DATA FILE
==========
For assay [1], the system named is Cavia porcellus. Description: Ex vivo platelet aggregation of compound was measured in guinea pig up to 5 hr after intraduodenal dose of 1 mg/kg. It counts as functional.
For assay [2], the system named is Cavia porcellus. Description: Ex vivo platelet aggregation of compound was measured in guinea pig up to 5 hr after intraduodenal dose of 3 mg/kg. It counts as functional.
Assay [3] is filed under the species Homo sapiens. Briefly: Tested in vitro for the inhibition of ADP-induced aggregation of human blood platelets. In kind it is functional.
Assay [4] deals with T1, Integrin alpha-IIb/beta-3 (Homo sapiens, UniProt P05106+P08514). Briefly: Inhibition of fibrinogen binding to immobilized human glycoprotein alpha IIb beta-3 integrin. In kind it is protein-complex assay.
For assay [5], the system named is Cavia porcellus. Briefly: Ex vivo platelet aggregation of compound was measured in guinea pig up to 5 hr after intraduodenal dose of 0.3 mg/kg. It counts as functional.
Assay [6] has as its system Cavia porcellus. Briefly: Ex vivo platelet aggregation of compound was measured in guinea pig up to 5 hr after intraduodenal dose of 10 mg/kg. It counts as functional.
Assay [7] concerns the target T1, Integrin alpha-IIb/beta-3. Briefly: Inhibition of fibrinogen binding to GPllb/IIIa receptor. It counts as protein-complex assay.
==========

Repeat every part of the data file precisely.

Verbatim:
For assay [1], the system named is Cavia porcellus. Description: Ex vivo platelet aggregation of compound was measured in guinea pig up to 5 hr after intraduodenal dose of 1 mg/kg. It counts as functional.
For assay [2], the system named is Cavia porcellus. Description: Ex vivo platelet aggregation of compound was measured in guinea pig up to 5 hr after intraduodenal dose of 3 mg/kg. It counts as functional.
Assay [3] is filed under the species Homo sapiens. Briefly: Tested in vitro for the inhibition of ADP-induced aggregation of human blood platelets. In kind it is functional.
Assay [4] deals with T1, Integrin alpha-IIb/beta-3 (Homo sapiens, UniProt P05106+P08514). Briefly: Inhibition of fibrinogen binding to immobilized human glycoprotein alpha IIb beta-3 integrin. In kind it is protein-complex assay.
For assay [5], the system named is Cavia porcellus. Briefly: Ex vivo platelet aggregation of compound was measured in guinea pig up to 5 hr after intraduodenal dose of 0.3 mg/kg. It counts as functional.
Assay [6] has as its system Cavia porcellus. Briefly: Ex vivo platelet aggregation of compound was measured in guinea pig up to 5 hr after intraduodenal dose of 10 mg/kg. It counts as functional.
Assay [7] concerns the target T1, Integrin alpha-IIb/beta-3. Briefly: Inhibition of fibrinogen binding to GPllb/IIIa receptor. It counts as protein-complex assay.